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December 22, 2015

DeMarco Murray not worried about his decreased role in Eagles offense

Eagles NFL
122215_Eagles-Murray_AP Matt Rourke/AP

Philadelphia Eagles RB DeMarco Murray watches from the sidelines during the second half against the Cardinals.

Philadelphia Eagles running back DeMarco Murray said on Tuesday that he isn't concerned by the fact that his workload has rapidly gone from light to barely even there.

"At the end of the day, we are in a position to make the playoffs, and I think that is where a lot of people's focuses are," the 2014 NFL rushing champ said following Tuesday's practice. "I'm not worried about how many plays I am getting. Whenever I get in, I have to make the most of it."

Against the Cardinals on Sunday night, Murray was on the field for just eight total snaps and finished with two carries -- the first of which didn't come until midway through the third quarter -- for three yards.

After the game, Murray seemed like his normal, reserved self when speaking to the media, but according to a report, he may have already vented some frustration before reporters arrived.

At this point, being frustrated would only be natural for Murray. But there was little evidence of that in the locker room on Tuesday.

"I'm blessed," Murray said. "I have the opportunity to be in the NFL, I have a beautiful wife, a beautiful baby girl and a boy on the way. At the end of the day I can't complain."

On Monday, head coach Chip Kelly said that Murray's decreased workload was due to the fact that the Eagles only ran the ball 19 times. However, Ryan Mathews carried the ball 11 times and Darren Sproles carried it six times, so it's not like there weren't carries to be had. Even if the Eagles did run the ball 15 more times, it's hard to envision that Murray would've suddenly become their main back considering his snap count and final stat line.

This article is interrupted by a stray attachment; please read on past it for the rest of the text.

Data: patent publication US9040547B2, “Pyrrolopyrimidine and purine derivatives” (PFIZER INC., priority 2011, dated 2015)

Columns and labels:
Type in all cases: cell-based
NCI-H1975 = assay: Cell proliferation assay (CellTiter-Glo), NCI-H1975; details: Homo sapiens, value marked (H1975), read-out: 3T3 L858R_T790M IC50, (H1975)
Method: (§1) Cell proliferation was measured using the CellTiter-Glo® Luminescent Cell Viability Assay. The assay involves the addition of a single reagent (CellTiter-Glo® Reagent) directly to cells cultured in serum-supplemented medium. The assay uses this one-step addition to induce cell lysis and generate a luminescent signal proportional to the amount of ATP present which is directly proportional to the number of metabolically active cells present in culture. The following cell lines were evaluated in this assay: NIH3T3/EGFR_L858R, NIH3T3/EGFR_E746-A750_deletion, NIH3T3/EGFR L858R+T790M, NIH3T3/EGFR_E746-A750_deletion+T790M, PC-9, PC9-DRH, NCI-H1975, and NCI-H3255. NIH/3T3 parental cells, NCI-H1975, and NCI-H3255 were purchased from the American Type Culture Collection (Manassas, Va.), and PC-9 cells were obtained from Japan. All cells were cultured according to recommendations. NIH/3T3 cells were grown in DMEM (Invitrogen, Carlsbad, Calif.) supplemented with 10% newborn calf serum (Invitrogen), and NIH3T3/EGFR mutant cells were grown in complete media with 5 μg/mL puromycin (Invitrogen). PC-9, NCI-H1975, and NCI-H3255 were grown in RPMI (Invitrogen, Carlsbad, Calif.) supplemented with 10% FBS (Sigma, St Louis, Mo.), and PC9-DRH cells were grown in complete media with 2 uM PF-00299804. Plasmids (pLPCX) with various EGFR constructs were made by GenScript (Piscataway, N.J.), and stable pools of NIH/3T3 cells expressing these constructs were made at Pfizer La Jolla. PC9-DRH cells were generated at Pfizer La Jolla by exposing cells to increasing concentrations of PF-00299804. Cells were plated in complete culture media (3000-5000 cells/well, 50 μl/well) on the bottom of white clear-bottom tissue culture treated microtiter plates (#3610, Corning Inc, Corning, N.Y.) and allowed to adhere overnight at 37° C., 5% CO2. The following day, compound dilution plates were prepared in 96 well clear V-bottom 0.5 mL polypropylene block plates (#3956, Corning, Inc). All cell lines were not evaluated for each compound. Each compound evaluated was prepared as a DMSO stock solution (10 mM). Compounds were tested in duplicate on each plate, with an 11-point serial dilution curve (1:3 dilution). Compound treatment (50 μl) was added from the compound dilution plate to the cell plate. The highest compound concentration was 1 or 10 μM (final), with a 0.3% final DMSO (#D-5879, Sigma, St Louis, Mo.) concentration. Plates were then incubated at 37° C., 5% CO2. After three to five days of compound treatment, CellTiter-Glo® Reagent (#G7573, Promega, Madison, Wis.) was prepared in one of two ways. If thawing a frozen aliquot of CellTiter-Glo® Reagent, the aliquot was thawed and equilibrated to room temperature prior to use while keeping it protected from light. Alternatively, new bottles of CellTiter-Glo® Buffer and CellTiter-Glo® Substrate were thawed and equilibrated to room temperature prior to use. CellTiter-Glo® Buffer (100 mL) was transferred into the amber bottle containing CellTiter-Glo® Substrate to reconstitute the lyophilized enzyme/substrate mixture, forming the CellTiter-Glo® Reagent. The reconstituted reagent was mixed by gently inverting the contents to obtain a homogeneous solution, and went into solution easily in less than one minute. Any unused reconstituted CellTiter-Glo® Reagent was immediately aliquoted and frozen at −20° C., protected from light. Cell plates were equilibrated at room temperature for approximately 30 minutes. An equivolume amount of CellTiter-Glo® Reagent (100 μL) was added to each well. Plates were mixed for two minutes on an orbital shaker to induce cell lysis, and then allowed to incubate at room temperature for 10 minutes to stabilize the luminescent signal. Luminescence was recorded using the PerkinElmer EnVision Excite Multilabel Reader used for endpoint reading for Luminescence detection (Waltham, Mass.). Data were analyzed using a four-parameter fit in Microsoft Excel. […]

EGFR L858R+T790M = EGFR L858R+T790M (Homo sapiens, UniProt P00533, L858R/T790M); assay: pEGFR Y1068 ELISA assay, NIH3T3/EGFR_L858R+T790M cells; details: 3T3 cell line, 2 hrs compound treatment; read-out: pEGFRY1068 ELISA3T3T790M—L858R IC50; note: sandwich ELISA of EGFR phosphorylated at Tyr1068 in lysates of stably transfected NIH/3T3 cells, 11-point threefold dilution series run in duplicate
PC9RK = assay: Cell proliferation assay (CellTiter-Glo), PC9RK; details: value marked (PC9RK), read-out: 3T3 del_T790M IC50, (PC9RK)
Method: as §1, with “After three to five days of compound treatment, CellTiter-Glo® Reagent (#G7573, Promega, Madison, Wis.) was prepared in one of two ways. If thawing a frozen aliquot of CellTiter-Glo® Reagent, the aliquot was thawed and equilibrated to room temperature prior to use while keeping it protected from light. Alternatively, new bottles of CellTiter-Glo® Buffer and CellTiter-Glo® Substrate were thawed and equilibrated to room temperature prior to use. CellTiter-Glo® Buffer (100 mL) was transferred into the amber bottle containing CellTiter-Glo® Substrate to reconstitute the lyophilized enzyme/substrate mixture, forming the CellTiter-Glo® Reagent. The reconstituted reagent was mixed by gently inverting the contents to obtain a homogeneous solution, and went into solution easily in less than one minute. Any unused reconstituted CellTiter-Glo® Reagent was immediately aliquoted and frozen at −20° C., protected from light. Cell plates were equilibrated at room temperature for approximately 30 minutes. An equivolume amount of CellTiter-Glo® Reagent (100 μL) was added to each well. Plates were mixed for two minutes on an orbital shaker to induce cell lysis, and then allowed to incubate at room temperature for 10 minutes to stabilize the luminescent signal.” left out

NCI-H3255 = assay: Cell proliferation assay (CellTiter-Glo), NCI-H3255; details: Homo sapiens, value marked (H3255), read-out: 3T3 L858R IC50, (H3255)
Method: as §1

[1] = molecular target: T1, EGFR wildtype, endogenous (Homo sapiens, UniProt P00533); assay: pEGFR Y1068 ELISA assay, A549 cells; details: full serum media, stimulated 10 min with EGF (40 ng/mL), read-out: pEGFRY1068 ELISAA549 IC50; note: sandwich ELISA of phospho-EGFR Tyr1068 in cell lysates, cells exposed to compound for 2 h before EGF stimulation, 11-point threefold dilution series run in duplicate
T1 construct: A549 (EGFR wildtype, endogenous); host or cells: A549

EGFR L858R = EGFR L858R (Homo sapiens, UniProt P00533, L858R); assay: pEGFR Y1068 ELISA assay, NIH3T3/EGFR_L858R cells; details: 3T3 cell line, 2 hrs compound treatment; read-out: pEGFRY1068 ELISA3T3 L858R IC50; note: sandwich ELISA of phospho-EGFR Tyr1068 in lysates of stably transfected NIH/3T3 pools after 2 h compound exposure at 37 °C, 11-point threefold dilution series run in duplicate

Against the Patriots, Kelly said he opted to feature Darren Sproles due to the overall size of New England's linebackers. But over the last two games, against two different sets of linebackers, Murray's workload hasn't increased.

Neither has his production.

On Tuesday, offensive coordinator Pat Shurmur revealed that he had a conversation with Murray after the 40-17 loss to the Cardinals, but wouldn't reveal what was said.

"I spoke to [Murray] yesterday," he said. "I speak to him on a daily basis. He is really good. When he comes in, he trains like he is supposed to do. He is like every guy, he wants to get the ball on every play, and disappointed when he doesn't get it. We all get that."

Murray later confirmed their conversation but also neglected to divulge any of the specifics, much like he did after his one-on-one conversation with owner Jeffrey Lurie on the flight back from New England.

"We talked," he said. "I always talk to Shurmur. He is a great guy. He's been around the league for a long time. The conversation is between he and I."

Through 14 games last season with the Cowboys, Murray had 350 carries for 1,687 yards (4.82/attempt) and 11 touchdowns. He also had 54 receptions for 395 yards. Through the same number of games this year, Murray has 176 carries for 606 yards (3.44/attempt) and four touchdowns, as well as 41 catches for 298 yards and a score.

When asked why the $40-million free agent has been as productive -- or even used as much -- as he was in Dallas, Shurmur said those days are in the past.

“All that was last year,” he said. “And that was in his situation in Dallas. I have a great deal of respect for DeMarco. We need him to play at his best. When he’s out there, we need him to put good reps on the field for us, so that’s where we’re at. Last year was last year. Next year will be another story. We’re at the end of this year and we need him at his best.”

As for the 27-year-old running back, he still feels like the same back he was a year ago. 

“I do [feel like the same guy],” he said. “If not better.”

His numbers, however, say otherwise.

Follow Matt on Twitter: @matt_mullin